RGF op-ed 40% threshold is reasonable and cost-effective

The following appeared in the ABQ Journal on June 2nd, 2024.

A proposal now moving through Albuquerque City Council put forward by councilors Dan Lewis and Klarissa Peña would, if adopted Monday, put a measure on the ballot allowing voters to decide whether to revamp the procedures for electing candidates in the city.

Instead of an outright majority, candidates for city offices would simply need to get above 40%.

The idea is to eliminate most of the special elections we’ve seen in recent years where candidates don’t get an outright majority in a three or even four-way race. Those runoffs are expensive with a recent runoff election in a single council seat costing $750,000.

A May 15 Journal article by Democrat Sen. Katie Duhigg attacks the idea as “anti-democratic,” but it is hard to see why. Rather, it seems like liberals and their aligned groups simply want to preserve their own political power and not have another RJ Berry election (see below).

Runoff elections achieve much lower overall vote totals than do regular elections. For example, in the District 6’s 2023 general election the results were:

Nichole Rogers: 2,974 votes

Jeff Hoehn: 2,400 votes

Kristin Greene: 1,329 votes

Abel Otero: 706 votes, even though he’d dropped out of the race

Total votes cast: 7,409

In the runoff Rogers received 2,416 votes and Hoehn received 2,209 for a total of 4,629 votes cast.

So, there were just over 60% of the votes cast in the runoff relative to the general. Rogers achieved 40% in the initial round of voting anyway. So, by eliminating the runoff election, in this case, you’d wind up with a candidate that receives a larger number of votes. That is the epitome of “democracy.”

And the cost to taxpayers for the additional round of voting was three-quarters of a million dollars. Those are dollars that could be used for other city priorities or returned to Albuquerque taxpayers.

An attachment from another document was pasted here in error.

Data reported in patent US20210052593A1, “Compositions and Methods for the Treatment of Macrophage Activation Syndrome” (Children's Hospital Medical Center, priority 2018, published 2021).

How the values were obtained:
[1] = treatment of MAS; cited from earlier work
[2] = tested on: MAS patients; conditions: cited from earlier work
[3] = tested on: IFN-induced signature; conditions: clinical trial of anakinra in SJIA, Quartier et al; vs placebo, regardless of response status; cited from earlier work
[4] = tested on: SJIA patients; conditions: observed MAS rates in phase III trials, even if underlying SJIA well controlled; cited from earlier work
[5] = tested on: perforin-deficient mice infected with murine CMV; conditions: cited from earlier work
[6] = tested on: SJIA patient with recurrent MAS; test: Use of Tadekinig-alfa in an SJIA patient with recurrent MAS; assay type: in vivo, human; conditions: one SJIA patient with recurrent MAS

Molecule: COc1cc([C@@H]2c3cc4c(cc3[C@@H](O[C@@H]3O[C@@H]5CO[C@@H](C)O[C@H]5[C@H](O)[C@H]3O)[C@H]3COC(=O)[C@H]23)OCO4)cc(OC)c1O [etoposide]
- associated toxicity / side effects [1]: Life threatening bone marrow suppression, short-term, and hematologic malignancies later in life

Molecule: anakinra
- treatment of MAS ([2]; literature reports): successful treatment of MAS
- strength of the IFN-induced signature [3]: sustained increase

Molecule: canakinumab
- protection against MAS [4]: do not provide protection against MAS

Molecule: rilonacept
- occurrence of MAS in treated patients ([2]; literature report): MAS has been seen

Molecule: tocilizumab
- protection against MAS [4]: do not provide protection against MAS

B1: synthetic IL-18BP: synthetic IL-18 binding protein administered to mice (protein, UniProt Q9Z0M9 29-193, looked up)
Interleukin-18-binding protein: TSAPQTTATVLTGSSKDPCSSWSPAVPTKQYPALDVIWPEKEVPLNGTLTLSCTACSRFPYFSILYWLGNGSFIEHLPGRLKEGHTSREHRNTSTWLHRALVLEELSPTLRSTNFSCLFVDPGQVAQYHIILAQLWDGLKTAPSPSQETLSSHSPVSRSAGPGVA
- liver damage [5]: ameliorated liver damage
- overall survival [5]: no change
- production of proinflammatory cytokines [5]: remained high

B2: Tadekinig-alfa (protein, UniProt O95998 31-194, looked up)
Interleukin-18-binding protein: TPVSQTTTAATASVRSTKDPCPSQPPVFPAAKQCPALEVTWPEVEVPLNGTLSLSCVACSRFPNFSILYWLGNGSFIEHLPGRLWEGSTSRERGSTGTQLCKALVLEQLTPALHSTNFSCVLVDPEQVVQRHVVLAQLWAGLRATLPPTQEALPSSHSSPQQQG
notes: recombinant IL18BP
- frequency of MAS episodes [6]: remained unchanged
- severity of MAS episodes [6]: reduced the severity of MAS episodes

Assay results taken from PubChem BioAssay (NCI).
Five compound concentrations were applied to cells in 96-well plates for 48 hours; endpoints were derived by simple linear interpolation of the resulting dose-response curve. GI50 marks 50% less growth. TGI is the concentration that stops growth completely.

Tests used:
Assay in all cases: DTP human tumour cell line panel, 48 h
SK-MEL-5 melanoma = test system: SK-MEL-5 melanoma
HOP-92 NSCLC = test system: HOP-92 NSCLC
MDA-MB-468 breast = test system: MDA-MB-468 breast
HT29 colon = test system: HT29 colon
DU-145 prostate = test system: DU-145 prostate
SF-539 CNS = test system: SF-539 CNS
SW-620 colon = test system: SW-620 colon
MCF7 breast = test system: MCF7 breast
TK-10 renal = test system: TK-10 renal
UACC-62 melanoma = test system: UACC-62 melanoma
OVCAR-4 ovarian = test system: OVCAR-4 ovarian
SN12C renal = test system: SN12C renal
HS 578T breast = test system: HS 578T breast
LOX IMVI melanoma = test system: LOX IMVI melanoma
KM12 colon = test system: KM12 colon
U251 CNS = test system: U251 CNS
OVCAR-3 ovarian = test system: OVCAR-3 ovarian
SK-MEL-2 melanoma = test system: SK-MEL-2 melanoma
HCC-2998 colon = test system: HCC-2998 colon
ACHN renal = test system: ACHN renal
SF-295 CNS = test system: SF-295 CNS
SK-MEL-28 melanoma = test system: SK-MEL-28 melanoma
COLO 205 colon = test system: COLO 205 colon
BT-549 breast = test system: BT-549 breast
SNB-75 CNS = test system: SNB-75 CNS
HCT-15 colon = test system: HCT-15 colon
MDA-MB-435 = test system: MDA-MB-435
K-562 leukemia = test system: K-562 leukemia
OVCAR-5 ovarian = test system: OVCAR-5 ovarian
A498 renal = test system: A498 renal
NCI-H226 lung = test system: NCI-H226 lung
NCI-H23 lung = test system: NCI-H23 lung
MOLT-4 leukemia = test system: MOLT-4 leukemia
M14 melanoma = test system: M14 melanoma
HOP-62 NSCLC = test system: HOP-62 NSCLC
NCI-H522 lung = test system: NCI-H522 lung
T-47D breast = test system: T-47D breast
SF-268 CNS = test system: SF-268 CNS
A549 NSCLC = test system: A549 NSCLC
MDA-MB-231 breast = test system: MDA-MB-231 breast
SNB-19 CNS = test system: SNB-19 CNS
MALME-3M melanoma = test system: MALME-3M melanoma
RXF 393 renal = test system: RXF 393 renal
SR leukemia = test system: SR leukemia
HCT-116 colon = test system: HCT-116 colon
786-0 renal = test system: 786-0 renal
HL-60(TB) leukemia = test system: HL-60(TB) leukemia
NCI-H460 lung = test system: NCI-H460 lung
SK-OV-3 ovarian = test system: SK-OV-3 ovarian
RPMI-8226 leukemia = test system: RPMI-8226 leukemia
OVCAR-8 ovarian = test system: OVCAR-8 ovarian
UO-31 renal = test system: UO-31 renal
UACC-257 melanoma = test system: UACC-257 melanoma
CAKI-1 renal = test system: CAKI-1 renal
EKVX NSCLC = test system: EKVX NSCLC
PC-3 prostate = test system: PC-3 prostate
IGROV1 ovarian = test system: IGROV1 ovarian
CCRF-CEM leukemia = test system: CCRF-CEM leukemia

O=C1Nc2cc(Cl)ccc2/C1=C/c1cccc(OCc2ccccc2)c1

Strangely, but not surprisingly, Duhigg and the “progressive” Democrats prefer the current system since it maximizes their power. That’s because in local politics there are many strands of Democrats from moderates to left-wing “progressives.”

The current system allows the various factions of the local Democratic Party to battle for power — on the taxpayers’ dime.

Duhigg does correctly note that RJ Berry, a Republican, won his first election, 2009, without hitting 50% in his first election in a three-way race — his win spurred Democrats to change the system.

Of course, Berry won reelection with more than 68% of the vote, which Duhigg fails to mention. While Berry’s record as mayor is in retrospect tarnished by police misconduct and his ill-advised ART bus system, Berry’s win with less than 50% of the vote only caused problems for Democrats annoyed that a Republican won the mayor’s race.

The proposal is P-24-1 and is being voted on at Monday’s City Council meeting. If it passes voters will have the final say.

Paul Gessing is president of New Mexico’s Rio Grande Foundation, a research and educational organization dedicated to promoting prosperity for New Mexico based on principles of limited government, economic freedom and individual responsibility.